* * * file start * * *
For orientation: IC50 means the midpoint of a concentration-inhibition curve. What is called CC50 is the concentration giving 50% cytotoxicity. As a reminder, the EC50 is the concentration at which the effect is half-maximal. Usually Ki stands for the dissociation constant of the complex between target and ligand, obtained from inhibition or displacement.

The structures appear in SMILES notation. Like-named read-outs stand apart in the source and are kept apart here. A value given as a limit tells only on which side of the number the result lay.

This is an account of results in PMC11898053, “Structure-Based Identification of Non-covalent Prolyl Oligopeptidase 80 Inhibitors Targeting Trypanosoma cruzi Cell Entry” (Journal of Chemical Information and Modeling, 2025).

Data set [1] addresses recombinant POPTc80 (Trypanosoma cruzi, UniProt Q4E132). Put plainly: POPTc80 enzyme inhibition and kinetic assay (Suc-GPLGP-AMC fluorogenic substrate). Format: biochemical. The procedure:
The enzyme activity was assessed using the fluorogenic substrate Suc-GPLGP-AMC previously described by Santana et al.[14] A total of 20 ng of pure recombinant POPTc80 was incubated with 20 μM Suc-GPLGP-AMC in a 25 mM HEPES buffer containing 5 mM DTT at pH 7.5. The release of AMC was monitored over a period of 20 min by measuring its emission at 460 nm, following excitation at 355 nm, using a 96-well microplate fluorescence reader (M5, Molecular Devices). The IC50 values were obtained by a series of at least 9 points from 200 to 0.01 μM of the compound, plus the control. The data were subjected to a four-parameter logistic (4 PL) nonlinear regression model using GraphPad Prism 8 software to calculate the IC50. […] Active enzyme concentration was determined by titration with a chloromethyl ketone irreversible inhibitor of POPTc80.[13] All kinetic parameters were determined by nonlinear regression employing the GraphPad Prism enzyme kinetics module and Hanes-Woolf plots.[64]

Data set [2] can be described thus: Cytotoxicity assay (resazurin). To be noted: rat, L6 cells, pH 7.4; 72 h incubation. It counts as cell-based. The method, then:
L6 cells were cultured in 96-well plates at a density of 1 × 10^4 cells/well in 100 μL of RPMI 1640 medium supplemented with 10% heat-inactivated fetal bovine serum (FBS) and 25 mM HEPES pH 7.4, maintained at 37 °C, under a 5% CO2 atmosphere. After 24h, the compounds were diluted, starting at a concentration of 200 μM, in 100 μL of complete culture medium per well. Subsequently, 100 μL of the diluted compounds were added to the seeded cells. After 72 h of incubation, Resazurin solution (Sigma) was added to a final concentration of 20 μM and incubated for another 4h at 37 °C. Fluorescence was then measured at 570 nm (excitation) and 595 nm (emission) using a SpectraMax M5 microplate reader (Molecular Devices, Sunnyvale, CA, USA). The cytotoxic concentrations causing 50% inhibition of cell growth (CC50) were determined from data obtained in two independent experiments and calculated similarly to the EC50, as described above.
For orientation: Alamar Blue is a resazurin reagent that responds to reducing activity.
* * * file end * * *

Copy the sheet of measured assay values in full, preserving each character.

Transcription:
For orientation: IC50 means the midpoint of a concentration-inhibition curve. What is called CC50 is the concentration giving 50% cytotoxicity. As a reminder, the EC50 is the concentration at which the effect is half-maximal. Usually Ki stands for the dissociation constant of the complex between target and ligand, obtained from inhibition or displacement.

The structures appear in SMILES notation. Like-named read-outs stand apart in the source and are kept apart here. A value given as a limit tells only on which side of the number the result lay.

This is an account of results in PMC11898053, “Structure-Based Identification of Non-covalent Prolyl Oligopeptidase 80 Inhibitors Targeting Trypanosoma cruzi Cell Entry” (Journal of Chemical Information and Modeling, 2025).

Data set [1] addresses recombinant POPTc80 (Trypanosoma cruzi, UniProt Q4E132). Put plainly: POPTc80 enzyme inhibition and kinetic assay (Suc-GPLGP-AMC fluorogenic substrate). Format: biochemical. The procedure:
The enzyme activity was assessed using the fluorogenic substrate Suc-GPLGP-AMC previously described by Santana et al.[14] A total of 20 ng of pure recombinant POPTc80 was incubated with 20 μM Suc-GPLGP-AMC in a 25 mM HEPES buffer containing 5 mM DTT at pH 7.5. The release of AMC was monitored over a period of 20 min by measuring its emission at 460 nm, following excitation at 355 nm, using a 96-well microplate fluorescence reader (M5, Molecular Devices). The IC50 values were obtained by a series of at least 9 points from 200 to 0.01 μM of the compound, plus the control. The data were subjected to a four-parameter logistic (4 PL) nonlinear regression model using GraphPad Prism 8 software to calculate the IC50. […] Active enzyme concentration was determined by titration with a chloromethyl ketone irreversible inhibitor of POPTc80.[13] All kinetic parameters were determined by nonlinear regression employing the GraphPad Prism enzyme kinetics module and Hanes-Woolf plots.[64]

Data set [2] can be described thus: Cytotoxicity assay (resazurin). To be noted: rat, L6 cells, pH 7.4; 72 h incubation. It counts as cell-based. The method, then:
L6 cells were cultured in 96-well plates at a density of 1 × 10^4 cells/well in 100 μL of RPMI 1640 medium supplemented with 10% heat-inactivated fetal bovine serum (FBS) and 25 mM HEPES pH 7.4, maintained at 37 °C, under a 5% CO2 atmosphere. After 24h, the compounds were diluted, starting at a concentration of 200 μM, in 100 μL of complete culture medium per well. Subsequently, 100 μL of the diluted compounds were added to the seeded cells. After 72 h of incubation, Resazurin solution (Sigma) was added to a final concentration of 20 μM and incubated for another 4h at 37 °C. Fluorescence was then measured at 570 nm (excitation) and 595 nm (emission) using a SpectraMax M5 microplate reader (Molecular Devices, Sunnyvale, CA, USA). The cytotoxic concentrations causing 50% inhibition of cell growth (CC50) were determined from data obtained in two independent experiments and calculated similarly to the EC50, as described above.
For orientation: Alamar Blue is a resazurin reagent that responds to reducing activity.